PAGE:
Election Day: Russians vote for new Duma
Following a month of heated campaigning, debates, mutual accusations and generous promises to voters, the D-Day for political forces is here. About 110 million eligible voters, including 108 million living inside the country, had ability to have their say as to which party they entrust the further development of Russia.
The ballot-casting began in each of the nine time zones at 8am local time and will last till 8pm on Sunday. For Russians who are currently abroad, 369 polling stations have been organized in over 140 countries.
According to Russia’s Central Election Commission (CEC), about half a million observers from competing parties were monitoring the vote to make sure there are no violations by their rivals.
In addition, the election was watched by around 650 international observers from foreign countries and organizations, including PACE, the CIS, the OSCE Democratic Institutions and Human Rights Bureau and the Shanghai Cooperation Organization.
The CEC earlier announced that over 5,000 polling stations have been equipped with automatic ballot-counting machines. In addition, about 5 per cent of citizens will be able to elect candidates using electronic voting devices. These innovations are aimed at making the election process more transparent.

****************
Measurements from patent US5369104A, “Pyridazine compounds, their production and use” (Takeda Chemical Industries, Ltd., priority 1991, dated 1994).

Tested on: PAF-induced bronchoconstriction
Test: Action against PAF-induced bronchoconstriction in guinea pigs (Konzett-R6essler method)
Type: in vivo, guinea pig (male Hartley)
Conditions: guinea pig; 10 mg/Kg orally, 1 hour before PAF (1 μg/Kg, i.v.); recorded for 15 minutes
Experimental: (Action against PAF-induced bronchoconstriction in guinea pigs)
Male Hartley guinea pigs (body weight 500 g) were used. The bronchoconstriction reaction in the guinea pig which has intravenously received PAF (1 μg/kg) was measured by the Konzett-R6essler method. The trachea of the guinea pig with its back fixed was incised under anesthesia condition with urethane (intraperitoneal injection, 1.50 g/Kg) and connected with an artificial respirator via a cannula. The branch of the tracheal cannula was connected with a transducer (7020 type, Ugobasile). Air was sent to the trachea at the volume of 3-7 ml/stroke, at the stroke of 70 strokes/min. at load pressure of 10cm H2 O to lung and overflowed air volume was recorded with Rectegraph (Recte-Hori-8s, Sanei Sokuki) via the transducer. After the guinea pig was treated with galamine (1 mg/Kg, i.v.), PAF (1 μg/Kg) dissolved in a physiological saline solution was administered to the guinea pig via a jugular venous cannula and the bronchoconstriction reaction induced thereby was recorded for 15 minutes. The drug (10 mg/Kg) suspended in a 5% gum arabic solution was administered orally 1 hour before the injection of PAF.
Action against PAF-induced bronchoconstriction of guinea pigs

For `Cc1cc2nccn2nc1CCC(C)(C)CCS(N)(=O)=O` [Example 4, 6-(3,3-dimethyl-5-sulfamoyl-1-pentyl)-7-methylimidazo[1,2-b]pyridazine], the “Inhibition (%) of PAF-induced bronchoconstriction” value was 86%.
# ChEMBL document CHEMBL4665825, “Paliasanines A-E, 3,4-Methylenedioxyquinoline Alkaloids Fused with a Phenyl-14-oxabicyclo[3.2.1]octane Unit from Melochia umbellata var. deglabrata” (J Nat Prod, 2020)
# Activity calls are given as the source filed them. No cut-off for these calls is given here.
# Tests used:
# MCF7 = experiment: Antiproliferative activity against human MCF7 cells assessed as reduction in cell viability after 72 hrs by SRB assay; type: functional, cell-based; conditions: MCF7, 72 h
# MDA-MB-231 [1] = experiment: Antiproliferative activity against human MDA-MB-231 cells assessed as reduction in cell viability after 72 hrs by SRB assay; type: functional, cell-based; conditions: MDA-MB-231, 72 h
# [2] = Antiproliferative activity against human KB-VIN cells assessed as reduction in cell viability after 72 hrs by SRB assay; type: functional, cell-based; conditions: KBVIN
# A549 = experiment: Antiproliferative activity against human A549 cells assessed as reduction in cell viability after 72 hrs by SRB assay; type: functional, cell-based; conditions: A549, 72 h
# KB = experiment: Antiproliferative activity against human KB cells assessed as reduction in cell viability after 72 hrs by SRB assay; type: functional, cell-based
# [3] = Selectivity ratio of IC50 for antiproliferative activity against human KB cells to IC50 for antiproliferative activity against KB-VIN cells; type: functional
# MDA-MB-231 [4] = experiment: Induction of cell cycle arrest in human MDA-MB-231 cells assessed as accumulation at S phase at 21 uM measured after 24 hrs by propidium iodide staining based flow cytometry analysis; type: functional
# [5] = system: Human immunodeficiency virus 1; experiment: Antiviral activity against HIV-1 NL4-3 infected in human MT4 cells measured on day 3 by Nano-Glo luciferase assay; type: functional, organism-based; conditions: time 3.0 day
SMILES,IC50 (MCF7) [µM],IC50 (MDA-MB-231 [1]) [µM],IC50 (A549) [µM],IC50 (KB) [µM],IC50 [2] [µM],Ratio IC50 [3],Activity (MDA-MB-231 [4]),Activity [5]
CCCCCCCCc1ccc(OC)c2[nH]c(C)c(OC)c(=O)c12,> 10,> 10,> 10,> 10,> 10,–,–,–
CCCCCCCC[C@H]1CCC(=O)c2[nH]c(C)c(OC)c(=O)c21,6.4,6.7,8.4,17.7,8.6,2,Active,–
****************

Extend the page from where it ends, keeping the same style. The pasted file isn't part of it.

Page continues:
For the first time in Russia’s modern history lawmakers were elected for a term of five rather than four years.
In order to secure proportional representation in the State Duma of the sixth convocation, a party should overcome a 7 per cent threshold. However, parties that gain 6 to 7 per cent of the nationwide vote will get two seats at the 450-seat parliament. One seat will be offered to a party that gets support of 5-6 per cent of voters.
Among the competitors are the four parties that were presented in the fifth Duma. Those include United Russia – with President Dmitry Medvedev in first place on its election list and Prime Minister Vladimir Putin its chairman – the Communist Party, Liberal Democrats and Fair Russia. The three other registered political forces – Democratic Party Yabloko, the Right Cause, and Patriots of Russia – are also determined to make it to the parliament.
Under the law, it is prohibited to publish exit poll results or any studies related to the election until 9pm Moscow time (17:00 GMT), when polling stations close in Russia’s westernmost region, Kaliningrad. Official results will start appearing later, as the vote count progresses.
The first plenary session of the new parliament may take place on December 21-23, head of the State Duma’s regulations committee Otari Arshba said earlier this week, reported Itar-Tass.
“If official results of the elections are announced before December 11, it is quite likely that an organizational meeting of the new parliamentarians will take place before December 23,” he said. The official added that MPs will have to elect Duma speaker and deputy speakers as well as head of committees.
Along with Duma elections, local legislatures in 27 Russian regions are also being elected on December 4. According to the CEC, about 2,800 elections of different levels, and 103 local referenda would be held on Sunday. About 45,000 candidates were registered for these polls across the country.